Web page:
‘Every global citizen should work in Sweden’

'Every global citizen should work in Sweden'
Sweden's efforts to liberalize rules governing labour migration are meant to ensure that working in Sweden becomes an obvious choice for every global citizen, argues migration minister Tobias Billström.

Continued openness to the outside world is critical to our future development. Mobility, both migration and international trade, promotes our economic growth.

It must also be noted that Sweden is a small country on the edge of Europe with a climate that isn’t altogether welcoming for part of the year. Sweden has therefore taken a leading role in international migration. When others lower the barriers, we open more roads. In the global competition for labor, Sweden should be able to attract the people who move across borders.

The government’s policy is based on getting more people working and creating the conditions for more and growing businesses. At the same time, there is a labour shortage in some occupations and industries, current unemployment notwithstanding.

The increasing proportion of elderly people in the population also represents a serious long-term challenge to the sustainability of our welfare system. To successfully address these challenges requires foresight and political action. Our premise is that mobility is something positive.

Labour migration is a way to, in the short and long term, prevent a shortage of labour. Following reforms enacted in 2008, the prerequisites are in place for meeting the needs of the Swedish labour market by now allowing employers decide what skills are needed at the company.

There’s no public authority as well suited as the employers themselves for assessing those needs and therefore there are no restrictive quotas or no requirements for a specific skill or education level.

However, the demands that are very clearly stated are that the pay and employment conditions must not be inferior to collective wage agreements or common practices in the industry. We therefore need to open the supply of jobs to a wider audience, and to widen the supply of labor for firms operating in Sweden.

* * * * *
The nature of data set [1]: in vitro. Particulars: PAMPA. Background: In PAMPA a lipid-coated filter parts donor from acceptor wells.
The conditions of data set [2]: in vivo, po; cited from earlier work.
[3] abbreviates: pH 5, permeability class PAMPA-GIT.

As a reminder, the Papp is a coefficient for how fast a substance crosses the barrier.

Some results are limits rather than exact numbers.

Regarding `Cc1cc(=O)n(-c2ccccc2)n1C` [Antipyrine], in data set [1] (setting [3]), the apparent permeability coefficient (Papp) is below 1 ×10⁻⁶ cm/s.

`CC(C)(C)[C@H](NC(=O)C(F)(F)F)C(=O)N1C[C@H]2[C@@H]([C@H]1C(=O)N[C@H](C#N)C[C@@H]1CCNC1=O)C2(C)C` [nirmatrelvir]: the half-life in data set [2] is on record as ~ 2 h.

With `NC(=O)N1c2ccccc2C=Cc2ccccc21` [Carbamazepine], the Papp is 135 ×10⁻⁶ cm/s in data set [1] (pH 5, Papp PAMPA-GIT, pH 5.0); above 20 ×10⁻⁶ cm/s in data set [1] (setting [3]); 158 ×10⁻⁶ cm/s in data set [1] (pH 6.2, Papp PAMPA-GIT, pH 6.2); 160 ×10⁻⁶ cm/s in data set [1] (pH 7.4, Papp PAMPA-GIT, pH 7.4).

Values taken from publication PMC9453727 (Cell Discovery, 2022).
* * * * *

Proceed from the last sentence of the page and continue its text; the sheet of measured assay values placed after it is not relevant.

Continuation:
The OECD noted at the end of last year that Sweden now has the most liberal system for labour migration of all OECD countries. That’s good news because a simple and effective regulatory framework for labour migration can help to make it attractive to actually choose Sweden, both for establishing businesses and for those who migrate.

Sweden’s demand-driven system has attracted interest from traditional destination countries for labour migrants such as Australia and Canada. The point systems and quotas applied there are not able to meet the labour market’s true needs. Meanwhile, labor immigrants’ skills and expertise aren’t always fully utilized.

Today’s globalized labour market means that temporary and recurrent migration, rather than a permanent move from one country to another, has become increasingly common. Past patterns of movement are giving way to what is called circular migration, a movement to a country and then return to their country of origin or another country. Most of us today likely know at least one so-called circular migrant. Nor is it a strictly a new phenomenon, with the great emigration of Swedes to the United States at the end of the 1800s and the subsequent trek back to Sweden serving as an early example of circular migration.

To follow up on labour migration reforms, the government in 2009 appointed a parliamentary committee on circular migration and development. Last year it presented proposals to widen the scope for increased mobility between Sweden and migrants countries of origin. In a globalized labour market, it’s about attracting skills and ensuring that working in Sweden become a natural part of every global citizen’s CV.

People’s decisions and movements across borders aren’t only affected by the regulations governing their entry and exit or their work and residence permits.

Equally important are issues of family, taxation and social security benefits. Labour migrants who come to Sweden today already have the opportunity to bring their families, who in turn are also given access to the Swedish labour market. It’s also appropriate to further develop the possibilities for migrant workers to transfer their accrued rights to countries as well as the portability of Swedish social security benefits. We also need to consider our tax system in light of the international competition for labour.

With this openness and positive view on mobility, Sweden can be attractive not only for labour migrants, but also for employers, foreign investors and entrepreneurs. Perhaps we may eventually see even more international corporations headquartered in the Swedish cities.

Tobias Billström is Sweden’s Minister for Migration and Asylum policy. This article was originally published in Swedish on the Newsmill opinion website.

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